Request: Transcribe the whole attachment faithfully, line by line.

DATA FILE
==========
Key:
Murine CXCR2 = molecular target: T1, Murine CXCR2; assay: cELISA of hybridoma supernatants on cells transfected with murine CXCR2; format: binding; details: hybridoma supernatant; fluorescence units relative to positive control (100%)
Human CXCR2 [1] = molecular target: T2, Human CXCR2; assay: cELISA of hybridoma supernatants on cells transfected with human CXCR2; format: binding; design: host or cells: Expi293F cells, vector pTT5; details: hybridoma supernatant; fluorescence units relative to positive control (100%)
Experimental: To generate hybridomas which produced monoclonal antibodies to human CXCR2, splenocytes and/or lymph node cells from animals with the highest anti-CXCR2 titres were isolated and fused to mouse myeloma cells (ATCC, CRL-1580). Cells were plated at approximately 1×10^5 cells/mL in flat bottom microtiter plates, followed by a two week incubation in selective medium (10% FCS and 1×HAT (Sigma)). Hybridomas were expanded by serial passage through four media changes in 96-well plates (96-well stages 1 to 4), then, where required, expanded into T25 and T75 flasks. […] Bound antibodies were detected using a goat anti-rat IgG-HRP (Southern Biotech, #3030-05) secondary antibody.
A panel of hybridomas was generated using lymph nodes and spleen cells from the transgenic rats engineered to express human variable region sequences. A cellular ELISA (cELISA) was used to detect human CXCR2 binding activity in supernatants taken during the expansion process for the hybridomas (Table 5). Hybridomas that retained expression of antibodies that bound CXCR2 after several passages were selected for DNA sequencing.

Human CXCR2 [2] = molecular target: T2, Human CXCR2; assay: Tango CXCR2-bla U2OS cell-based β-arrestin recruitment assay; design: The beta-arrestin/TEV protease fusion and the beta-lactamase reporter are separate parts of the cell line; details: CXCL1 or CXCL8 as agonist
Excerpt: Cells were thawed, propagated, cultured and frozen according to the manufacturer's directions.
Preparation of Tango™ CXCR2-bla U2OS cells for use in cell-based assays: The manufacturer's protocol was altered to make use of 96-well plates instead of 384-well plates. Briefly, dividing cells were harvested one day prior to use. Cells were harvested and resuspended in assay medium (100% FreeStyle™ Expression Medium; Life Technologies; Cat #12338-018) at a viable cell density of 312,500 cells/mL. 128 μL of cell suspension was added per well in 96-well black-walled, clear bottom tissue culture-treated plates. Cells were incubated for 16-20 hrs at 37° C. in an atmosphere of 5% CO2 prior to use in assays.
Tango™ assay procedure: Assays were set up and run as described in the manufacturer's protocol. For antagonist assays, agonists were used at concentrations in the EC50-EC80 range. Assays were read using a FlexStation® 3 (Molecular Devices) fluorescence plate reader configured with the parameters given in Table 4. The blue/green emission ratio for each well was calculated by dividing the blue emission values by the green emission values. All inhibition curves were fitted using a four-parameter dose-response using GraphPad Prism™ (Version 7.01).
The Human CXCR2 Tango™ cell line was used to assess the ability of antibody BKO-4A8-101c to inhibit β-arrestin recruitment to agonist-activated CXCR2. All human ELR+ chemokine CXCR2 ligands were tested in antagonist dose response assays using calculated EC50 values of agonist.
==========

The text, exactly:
Key:
Murine CXCR2 = molecular target: T1, Murine CXCR2; assay: cELISA of hybridoma supernatants on cells transfected with murine CXCR2; format: binding; details: hybridoma supernatant; fluorescence units relative to positive control (100%)
Human CXCR2 [1] = molecular target: T2, Human CXCR2; assay: cELISA of hybridoma supernatants on cells transfected with human CXCR2; format: binding; design: host or cells: Expi293F cells, vector pTT5; details: hybridoma supernatant; fluorescence units relative to positive control (100%)
Experimental: To generate hybridomas which produced monoclonal antibodies to human CXCR2, splenocytes and/or lymph node cells from animals with the highest anti-CXCR2 titres were isolated and fused to mouse myeloma cells (ATCC, CRL-1580). Cells were plated at approximately 1×10^5 cells/mL in flat bottom microtiter plates, followed by a two week incubation in selective medium (10% FCS and 1×HAT (Sigma)). Hybridomas were expanded by serial passage through four media changes in 96-well plates (96-well stages 1 to 4), then, where required, expanded into T25 and T75 flasks. […] Bound antibodies were detected using a goat anti-rat IgG-HRP (Southern Biotech, #3030-05) secondary antibody.
A panel of hybridomas was generated using lymph nodes and spleen cells from the transgenic rats engineered to express human variable region sequences. A cellular ELISA (cELISA) was used to detect human CXCR2 binding activity in supernatants taken during the expansion process for the hybridomas (Table 5). Hybridomas that retained expression of antibodies that bound CXCR2 after several passages were selected for DNA sequencing.

Human CXCR2 [2] = molecular target: T2, Human CXCR2; assay: Tango CXCR2-bla U2OS cell-based β-arrestin recruitment assay; design: The beta-arrestin/TEV protease fusion and the beta-lactamase reporter are separate parts of the cell line; details: CXCL1 or CXCL8 as agonist
Excerpt: Cells were thawed, propagated, cultured and frozen according to the manufacturer's directions.
Preparation of Tango™ CXCR2-bla U2OS cells for use in cell-based assays: The manufacturer's protocol was altered to make use of 96-well plates instead of 384-well plates. Briefly, dividing cells were harvested one day prior to use. Cells were harvested and resuspended in assay medium (100% FreeStyle™ Expression Medium; Life Technologies; Cat #12338-018) at a viable cell density of 312,500 cells/mL. 128 μL of cell suspension was added per well in 96-well black-walled, clear bottom tissue culture-treated plates. Cells were incubated for 16-20 hrs at 37° C. in an atmosphere of 5% CO2 prior to use in assays.
Tango™ assay procedure: Assays were set up and run as described in the manufacturer's protocol. For antagonist assays, agonists were used at concentrations in the EC50-EC80 range. Assays were read using a FlexStation® 3 (Molecular Devices) fluorescence plate reader configured with the parameters given in Table 4. The blue/green emission ratio for each well was calculated by dividing the blue emission values by the green emission values. All inhibition curves were fitted using a four-parameter dose-response using GraphPad Prism™ (Version 7.01).
The Human CXCR2 Tango™ cell line was used to assess the ability of antibody BKO-4A8-101c to inhibit β-arrestin recruitment to agonist-activated CXCR2. All human ELR+ chemokine CXCR2 ligands were tested in antagonist dose response assays using calculated EC50 values of agonist.